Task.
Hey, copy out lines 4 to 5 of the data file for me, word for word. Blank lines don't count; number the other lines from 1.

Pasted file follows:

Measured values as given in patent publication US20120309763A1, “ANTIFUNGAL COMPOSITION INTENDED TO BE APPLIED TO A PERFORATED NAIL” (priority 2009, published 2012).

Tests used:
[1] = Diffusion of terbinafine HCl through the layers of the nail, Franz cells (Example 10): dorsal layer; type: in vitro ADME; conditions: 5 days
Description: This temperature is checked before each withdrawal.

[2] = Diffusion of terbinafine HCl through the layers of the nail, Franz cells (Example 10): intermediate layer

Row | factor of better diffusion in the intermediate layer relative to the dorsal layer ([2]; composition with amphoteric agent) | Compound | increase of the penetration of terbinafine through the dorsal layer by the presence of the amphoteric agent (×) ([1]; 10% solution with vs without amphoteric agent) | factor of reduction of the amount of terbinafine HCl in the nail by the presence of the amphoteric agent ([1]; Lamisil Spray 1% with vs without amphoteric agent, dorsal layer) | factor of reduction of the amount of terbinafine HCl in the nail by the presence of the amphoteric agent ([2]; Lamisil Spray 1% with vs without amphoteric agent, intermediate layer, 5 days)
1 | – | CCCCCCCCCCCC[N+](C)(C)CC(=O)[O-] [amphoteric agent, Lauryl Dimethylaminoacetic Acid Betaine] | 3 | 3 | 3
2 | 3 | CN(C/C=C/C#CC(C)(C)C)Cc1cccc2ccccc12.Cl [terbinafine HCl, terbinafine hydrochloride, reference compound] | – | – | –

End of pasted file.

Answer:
Description: This temperature is checked before each withdrawal.

[2] = Diffusion of terbinafine HCl through the layers of the nail, Franz cells (Example 10): intermediate layer